Skip to main content

If you watched the Lions’ 20-13 loss to the Bears on Sunday, then you’re likely wondering who will be Detroit’s quarterback for the remainder of the season.

Matthew Stafford, the franchise’s star quarterback, was ruled out for Sunday’s NFC North divisional matchup.

According to ESPN’s Adam Schefter, Stafford has broken bones in his back, and is considered week-to-week.

However, with Detroit’s playoff chances likely already having been squashed, the organization’s decision to push its franchise quarterback back into action should be an easy one.

Simply, don’t do it.

That being said, who will command the offense in Stafford’s place?

Backup Jeff Driskel finished the day with 269 yards on 27-for-46 passing. The former Florida and Louisiana Tech passer also recorded both a touchdown and interception.

While that’s good enough to keep it close with a mediocre Chicago offense on the other side, the playoff teams left on Detroit’s schedule likely won’t let Driskel hang around as long.

All things considered, it wasn’t a bad day for the second-year pro.

However, he’s far from a dependable backup that you can trust to win you a game.

And if you’re against spending big money on one, like Detroit general manager Bob Quinn seems to be, the only remaining option is to spend a draft pick on a quarterback.

The young quarterback would then be able to complement Stafford and be the future of the franchise.

Let’s be real, though, this won’t happen in the first round -- nor should it.

However, anywhere from rounds three through five seems fair, depending on who’s available.

A few long months out from the 2020 NFL Draft, here are three draft-eligible quarterbacks for Detroit to consider:

Jacob Eason, Washington

In a perfect world, Eason is still on the board in round three for the Lions to grab.

The junior transferred to Washington from Georgia after Jake Fromm took over under center for the Bulldogs.

It is important to note that Eason suffered a left knee injury in the Bulldogs’ opener in 2017.

Aside from being three inches taller, Eason is wildly similar to Stafford in various ways.

At 6-foot-6, 227 pounds, Eason possesses great arm strength with good-enough mobility to move around the pocket and evade defenders.

He isn’t afraid to hit small holes across the middle due to the speed on his throws.

That trait allows him to keep defenses sunk in the middle. Then, he can beat opponents over the top via his superb deep-passing ability

His best film comes from his deep passes to the end zone. And he can pull off the deep throw from any part of the field.

Simply put, he’s a gunslinger with a high ceiling, and he would be a home-run pick in the third round.

The problem with this scenario is that he probably won’t make it this far undrafted.

2019 stats: 202-for-317 (63.7%), 2,472 yards, 20 touchdowns and seven interceptions

Jalen Hurts, Oklahoma

Arizona took a shot with Kyler Murray. Baltimore took a shot with Lamar Jackson.

Both picks have paid huge dividends for their franchises so far.

Hurts, a Heisman Trophy candidate and former national champion at Alabama, is as electric as they come at the position.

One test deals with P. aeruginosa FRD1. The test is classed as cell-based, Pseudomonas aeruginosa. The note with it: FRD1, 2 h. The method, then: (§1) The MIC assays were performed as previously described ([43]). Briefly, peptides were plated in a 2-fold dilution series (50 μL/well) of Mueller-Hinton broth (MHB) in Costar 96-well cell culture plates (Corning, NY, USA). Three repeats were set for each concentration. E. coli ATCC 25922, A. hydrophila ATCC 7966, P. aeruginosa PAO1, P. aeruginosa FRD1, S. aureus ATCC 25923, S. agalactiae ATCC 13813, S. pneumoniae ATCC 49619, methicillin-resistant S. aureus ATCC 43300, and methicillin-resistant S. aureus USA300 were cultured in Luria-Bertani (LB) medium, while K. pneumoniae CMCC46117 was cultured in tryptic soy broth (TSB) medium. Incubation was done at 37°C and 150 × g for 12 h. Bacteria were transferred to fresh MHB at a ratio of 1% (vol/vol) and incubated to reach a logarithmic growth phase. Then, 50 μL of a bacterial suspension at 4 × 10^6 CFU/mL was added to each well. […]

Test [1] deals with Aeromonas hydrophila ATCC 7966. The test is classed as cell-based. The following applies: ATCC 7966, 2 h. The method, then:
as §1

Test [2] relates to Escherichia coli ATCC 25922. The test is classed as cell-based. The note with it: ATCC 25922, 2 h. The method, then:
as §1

He’s unlike Eason in that he doesn’t have the elite arm strength necessary to win some battles.

And at 6-foot-2, 218 pounds, he’s much smaller.

But Hurts’ 73.3 percent completion percentage is beyond exceptional, and speaks for itself.

Why his draft status has been tempered is confusing, similar to how Jackson’s was.

Hurts has been more than good enough to pick apart Texas in 2019, on top of beating Georgia for a national championship in 2017.

Granted, he’s been gifted with elite offensive weapons at both stops.

But there’s still no denying that his ceiling is sky-high.

Just look at the gaudy numbers that he’s posted so far in 2019, including an absurd 39 touchdowns -- 24 passing and 15 rushing -- compared to just four interceptions.

Imagine Hurts learning under Stafford while the veteran finishes out his contract.

Stafford could then retire and hand the keys of the franchise over to Hurts.

He’s worth the risk in the third round and beyond.

2019 stats: 151-for-206 (73.3%), 2,742 yards passing, 869 yards rushing, 39 combined touchdowns and four interceptions

Jordan Love, Utah State

Again, we’re focused on the middle rounds of the draft here, and this is another guy I could see gone before the fourth round.

It makes Detroit’s selection of a backup quarterback in the third round seem logical.

Love is a hybrid quarterback who can beat defenses with his feet when he needs to, but trusts much more in his arm to do so.

“When you look at Jordan Love, you’re not intrigued by what he is right now, but by what he can become,” NFL Network’s Daniel Jeremiah said.

At 6-foot-4, Love’s stature is attractive, combined with his mobility and accuracy all over the field.

Playing in a weaker conference like the Mountain West, obviously, is the downside to his film.

However, the same critique has been made about many other quarterbacks that have come before him. And guess what, it’s been proven to not be applicable to each passer.

Love has already racked up 2,402 yards passing in 2019 and at a 61.7 percent completion clip.

He might not be a guy that franchises trust under center in his rookie year, but he has arguably the highest ceiling of any quarterback prospect not named Tua.

While Eason is more ready right now and Hurts’ running ability is highly attractive, Love might be the best option once it’s time for Stafford to hang up the cleats.

2019 stats: 206-for-334 (61.7%), 2,402 yards and 110 yards rushing

More: Taylor Decker Says "Penalties Were Killing Us Today"